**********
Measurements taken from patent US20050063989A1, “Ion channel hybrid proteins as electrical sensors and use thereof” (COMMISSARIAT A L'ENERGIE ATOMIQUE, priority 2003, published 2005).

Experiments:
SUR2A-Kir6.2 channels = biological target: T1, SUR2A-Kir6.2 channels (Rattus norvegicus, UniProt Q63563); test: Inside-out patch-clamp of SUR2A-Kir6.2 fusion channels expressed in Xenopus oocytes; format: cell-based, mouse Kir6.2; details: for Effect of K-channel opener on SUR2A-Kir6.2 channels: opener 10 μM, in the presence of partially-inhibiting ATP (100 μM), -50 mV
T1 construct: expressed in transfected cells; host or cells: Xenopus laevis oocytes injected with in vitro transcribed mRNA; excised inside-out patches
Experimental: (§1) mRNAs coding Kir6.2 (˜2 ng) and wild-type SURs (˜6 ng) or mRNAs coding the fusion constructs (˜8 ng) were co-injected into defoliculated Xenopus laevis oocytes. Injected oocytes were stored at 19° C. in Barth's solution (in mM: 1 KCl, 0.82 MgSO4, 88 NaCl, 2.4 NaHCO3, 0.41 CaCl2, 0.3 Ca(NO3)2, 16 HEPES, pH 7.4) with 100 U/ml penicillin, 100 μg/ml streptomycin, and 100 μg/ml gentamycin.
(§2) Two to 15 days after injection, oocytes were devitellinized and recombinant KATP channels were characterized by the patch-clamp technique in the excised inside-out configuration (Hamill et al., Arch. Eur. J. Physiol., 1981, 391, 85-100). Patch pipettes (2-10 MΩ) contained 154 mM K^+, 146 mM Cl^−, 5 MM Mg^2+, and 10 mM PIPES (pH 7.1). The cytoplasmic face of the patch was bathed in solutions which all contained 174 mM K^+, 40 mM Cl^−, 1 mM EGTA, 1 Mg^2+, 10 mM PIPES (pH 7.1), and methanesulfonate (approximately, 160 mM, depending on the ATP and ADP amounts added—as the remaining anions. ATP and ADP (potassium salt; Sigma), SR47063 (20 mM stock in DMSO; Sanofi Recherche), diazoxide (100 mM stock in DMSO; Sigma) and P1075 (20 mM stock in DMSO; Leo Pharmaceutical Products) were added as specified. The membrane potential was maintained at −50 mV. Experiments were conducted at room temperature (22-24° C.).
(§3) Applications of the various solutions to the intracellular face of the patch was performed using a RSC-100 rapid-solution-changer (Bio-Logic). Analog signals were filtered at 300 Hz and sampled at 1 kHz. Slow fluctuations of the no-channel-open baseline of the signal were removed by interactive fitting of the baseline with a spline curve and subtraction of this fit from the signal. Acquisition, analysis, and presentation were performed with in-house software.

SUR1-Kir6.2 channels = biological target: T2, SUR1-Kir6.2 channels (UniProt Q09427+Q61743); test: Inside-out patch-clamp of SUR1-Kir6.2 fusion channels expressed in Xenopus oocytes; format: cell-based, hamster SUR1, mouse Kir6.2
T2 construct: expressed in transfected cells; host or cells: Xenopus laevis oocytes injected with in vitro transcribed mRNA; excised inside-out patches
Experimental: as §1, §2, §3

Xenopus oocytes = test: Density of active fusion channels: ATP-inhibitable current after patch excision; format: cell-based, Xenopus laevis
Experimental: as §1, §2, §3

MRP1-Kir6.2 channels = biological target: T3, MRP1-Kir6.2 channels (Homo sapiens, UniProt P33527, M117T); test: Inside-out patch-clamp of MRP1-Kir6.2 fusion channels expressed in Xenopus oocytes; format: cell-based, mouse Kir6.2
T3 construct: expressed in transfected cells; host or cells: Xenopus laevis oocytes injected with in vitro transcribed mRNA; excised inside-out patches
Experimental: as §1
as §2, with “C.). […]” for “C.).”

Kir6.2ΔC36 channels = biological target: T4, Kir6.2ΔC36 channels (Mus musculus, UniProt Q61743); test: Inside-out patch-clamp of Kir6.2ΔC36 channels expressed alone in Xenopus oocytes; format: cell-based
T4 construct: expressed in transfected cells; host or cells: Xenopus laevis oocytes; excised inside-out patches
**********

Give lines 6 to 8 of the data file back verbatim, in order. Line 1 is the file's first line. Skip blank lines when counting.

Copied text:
(§2) Two to 15 days after injection, oocytes were devitellinized and recombinant KATP channels were characterized by the patch-clamp technique in the excised inside-out configuration (Hamill et al., Arch. Eur. J. Physiol., 1981, 391, 85-100). Patch pipettes (2-10 MΩ) contained 154 mM K^+, 146 mM Cl^−, 5 MM Mg^2+, and 10 mM PIPES (pH 7.1). The cytoplasmic face of the patch was bathed in solutions which all contained 174 mM K^+, 40 mM Cl^−, 1 mM EGTA, 1 Mg^2+, 10 mM PIPES (pH 7.1), and methanesulfonate (approximately, 160 mM, depending on the ATP and ADP amounts added—as the remaining anions. ATP and ADP (potassium salt; Sigma), SR47063 (20 mM stock in DMSO; Sanofi Recherche), diazoxide (100 mM stock in DMSO; Sigma) and P1075 (20 mM stock in DMSO; Leo Pharmaceutical Products) were added as specified. The membrane potential was maintained at −50 mV. Experiments were conducted at room temperature (22-24° C.).
(§3) Applications of the various solutions to the intracellular face of the patch was performed using a RSC-100 rapid-solution-changer (Bio-Logic). Analog signals were filtered at 300 Hz and sampled at 1 kHz. Slow fluctuations of the no-channel-open baseline of the signal were removed by interactive fitting of the baseline with a spline curve and subtraction of this fit from the signal. Acquisition, analysis, and presentation were performed with in-house software.

SUR1-Kir6.2 channels = biological target: T2, SUR1-Kir6.2 channels (UniProt Q09427+Q61743); test: Inside-out patch-clamp of SUR1-Kir6.2 fusion channels expressed in Xenopus oocytes; format: cell-based, hamster SUR1, mouse Kir6.2